How to Increase Workforce Productivity By Adding Workplace Competition

by | Aug 9, 2016

fair-competionAccording to a recent survey, nearly half of senior managers believe that employee competitiveness has increased over the last decade.

Orchestrating internal competition is a good way to increase workforce productivity and leverage the natural undercurrent that exists in an organization. Creating and recognizing a fast-track organizational achievement is a brilliant management move.

However, If you want a workplace competition to be productive for the long term, it is essential that contests be considered fair by the players.

Unfair competition undermines creativity rather than supporting it. It will erode employee confidence, damage workplace integrity, and risk negative reactions rather than promoting positive motivations.

Fair competition, on the other hand, can be a fun way to leverage your employees’ innate drive to win, reinforce team values, increase workforce productivity and move everyone closer to your vision in a friendly way.

Managers are 100% responsible for the fairness of their employee competitions. By giving consideration to the following four factors, wise managers can avoid the pitfalls of negative and perhaps hostile unfair competition.

  1. The Appearance of Fairness. The structure, rules, and distribution of assets must not favor — or appear to favor — any particular employee or group. If, for instance, during a sales contest, you divvy up 10 qualified leads to Team A and give Team B the duds, your integrity will certainly be in question. If anyone has a concern about fairness, whether or not you feel the concerns are valid, they must be immediately and openly addressed.
  2. Team Selection. Avoiding the appearance of favoritism is critical, and every good manager will want to level the playing field as much as possible. For example, at the meeting to announce the competition, fill a box with different colored pens (as many colors as teams) and, as people enter the meeting, ask them to draw a pen from the box, sight unseen. Individuals with red pens will be on one team, blue on another, and so on. You can also assign a color to each person based on their arrival. In subsequent competitions, teams can be chosen to ensure a different mix of talents and personalities for each event, and to ensure that no in-groups are organized. This style of choice also brings different factions together, who are then tasked with discovering success as a group.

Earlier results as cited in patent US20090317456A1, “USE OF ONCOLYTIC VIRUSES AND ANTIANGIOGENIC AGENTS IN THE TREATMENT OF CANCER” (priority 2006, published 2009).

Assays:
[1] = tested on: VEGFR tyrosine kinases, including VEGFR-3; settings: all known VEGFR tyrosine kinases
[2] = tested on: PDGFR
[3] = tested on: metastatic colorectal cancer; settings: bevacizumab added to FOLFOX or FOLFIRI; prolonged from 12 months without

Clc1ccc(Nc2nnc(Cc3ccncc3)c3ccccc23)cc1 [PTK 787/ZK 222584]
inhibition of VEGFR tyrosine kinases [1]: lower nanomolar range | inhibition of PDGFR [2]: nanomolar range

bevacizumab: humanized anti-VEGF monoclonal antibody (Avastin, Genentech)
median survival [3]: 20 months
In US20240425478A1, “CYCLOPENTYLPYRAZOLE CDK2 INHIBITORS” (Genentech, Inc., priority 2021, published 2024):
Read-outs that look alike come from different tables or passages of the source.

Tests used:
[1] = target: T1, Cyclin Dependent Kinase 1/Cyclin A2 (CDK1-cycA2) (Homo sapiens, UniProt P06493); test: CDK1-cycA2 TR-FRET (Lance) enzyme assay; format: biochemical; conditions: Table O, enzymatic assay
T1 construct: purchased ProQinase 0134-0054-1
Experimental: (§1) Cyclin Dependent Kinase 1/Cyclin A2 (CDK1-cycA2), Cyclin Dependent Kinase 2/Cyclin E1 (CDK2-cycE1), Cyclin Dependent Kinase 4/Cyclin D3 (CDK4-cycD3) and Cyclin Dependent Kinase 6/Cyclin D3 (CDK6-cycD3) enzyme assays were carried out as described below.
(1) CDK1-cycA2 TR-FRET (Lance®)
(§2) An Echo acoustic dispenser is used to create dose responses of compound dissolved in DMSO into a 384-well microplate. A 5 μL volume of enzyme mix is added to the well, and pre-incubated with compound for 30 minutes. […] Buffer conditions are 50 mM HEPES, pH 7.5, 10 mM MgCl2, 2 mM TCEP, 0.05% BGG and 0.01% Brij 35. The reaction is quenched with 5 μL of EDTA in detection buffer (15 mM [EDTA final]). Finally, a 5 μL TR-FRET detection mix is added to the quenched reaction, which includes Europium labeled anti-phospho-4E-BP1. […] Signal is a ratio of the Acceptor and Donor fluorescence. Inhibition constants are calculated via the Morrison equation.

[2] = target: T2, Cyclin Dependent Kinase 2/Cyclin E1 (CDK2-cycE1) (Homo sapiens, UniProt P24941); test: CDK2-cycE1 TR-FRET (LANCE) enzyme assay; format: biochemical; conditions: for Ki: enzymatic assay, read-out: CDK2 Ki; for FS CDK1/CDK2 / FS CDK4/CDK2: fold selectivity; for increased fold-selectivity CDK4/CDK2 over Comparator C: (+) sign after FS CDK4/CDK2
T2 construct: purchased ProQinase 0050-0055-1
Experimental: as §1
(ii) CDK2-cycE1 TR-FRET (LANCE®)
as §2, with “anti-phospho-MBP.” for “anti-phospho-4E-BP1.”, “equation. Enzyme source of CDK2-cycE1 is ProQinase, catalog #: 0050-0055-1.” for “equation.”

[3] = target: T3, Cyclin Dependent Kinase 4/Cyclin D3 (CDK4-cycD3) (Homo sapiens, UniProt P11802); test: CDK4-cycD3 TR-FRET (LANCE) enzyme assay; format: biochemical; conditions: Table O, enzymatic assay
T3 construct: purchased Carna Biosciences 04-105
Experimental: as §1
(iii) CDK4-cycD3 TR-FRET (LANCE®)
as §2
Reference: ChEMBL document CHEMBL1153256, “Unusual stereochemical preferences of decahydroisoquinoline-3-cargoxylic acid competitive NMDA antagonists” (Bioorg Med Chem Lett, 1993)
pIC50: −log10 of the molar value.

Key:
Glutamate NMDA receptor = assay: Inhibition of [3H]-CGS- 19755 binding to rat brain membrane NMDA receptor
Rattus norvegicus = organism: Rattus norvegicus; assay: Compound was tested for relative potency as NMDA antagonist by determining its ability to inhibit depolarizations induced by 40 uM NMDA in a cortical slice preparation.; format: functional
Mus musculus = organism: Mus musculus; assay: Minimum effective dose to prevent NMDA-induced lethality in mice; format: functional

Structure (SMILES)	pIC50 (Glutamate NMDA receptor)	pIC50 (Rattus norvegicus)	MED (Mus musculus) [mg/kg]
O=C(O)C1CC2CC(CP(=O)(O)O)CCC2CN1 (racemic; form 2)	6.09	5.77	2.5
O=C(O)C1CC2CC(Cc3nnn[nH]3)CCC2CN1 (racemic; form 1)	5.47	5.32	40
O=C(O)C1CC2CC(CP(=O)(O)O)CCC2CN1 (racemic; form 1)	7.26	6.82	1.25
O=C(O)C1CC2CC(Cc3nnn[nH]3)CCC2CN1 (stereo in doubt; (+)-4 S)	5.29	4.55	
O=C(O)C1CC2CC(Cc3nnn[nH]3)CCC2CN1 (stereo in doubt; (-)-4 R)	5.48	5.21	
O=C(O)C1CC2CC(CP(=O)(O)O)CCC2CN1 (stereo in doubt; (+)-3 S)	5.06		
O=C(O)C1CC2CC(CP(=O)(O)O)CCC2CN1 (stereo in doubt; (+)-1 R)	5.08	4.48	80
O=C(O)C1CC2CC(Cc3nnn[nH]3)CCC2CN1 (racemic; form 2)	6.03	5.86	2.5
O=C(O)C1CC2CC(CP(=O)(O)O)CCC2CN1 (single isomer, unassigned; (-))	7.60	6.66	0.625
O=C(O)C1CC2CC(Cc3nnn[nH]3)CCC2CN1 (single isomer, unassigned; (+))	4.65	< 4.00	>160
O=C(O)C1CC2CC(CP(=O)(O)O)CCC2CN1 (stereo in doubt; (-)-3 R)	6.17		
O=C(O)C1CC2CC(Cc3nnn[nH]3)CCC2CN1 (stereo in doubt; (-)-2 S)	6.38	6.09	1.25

3. The Question of Superstars. If you have one person who regularly outshines the others, it may appear unfair to leave him or her on one or the other teams. You can pair this person with a mentee as a way of educating new additions. The superstar could produce for Team A in weeks 1 and 3, and Team B in weeks 2 and 4. Alternatively, a sales contest could be based on the incremental improvement of each player.
  4. The Definition of “Winning.” There are many ways to measure performance. If you do have a superstar, the contest can be kept fair by scoring alternate metrics. Instead of dollar volume, perhaps the number of sales closed or the most improved performance over a quarter could indicate the winner. In this way, everyone has a shot, and superstars will need to work just as hard as the others, which is an excellent way to level the playing field and encourage participation.

Most of us are competitive on some level. Healthy workplace competitions can tap into this area of our psyche to encourage improvement and build on teamwork and increase workforce productivity. Managers lead by example when keeping competition fair and fun, yielding benefits that recognize the entire team.

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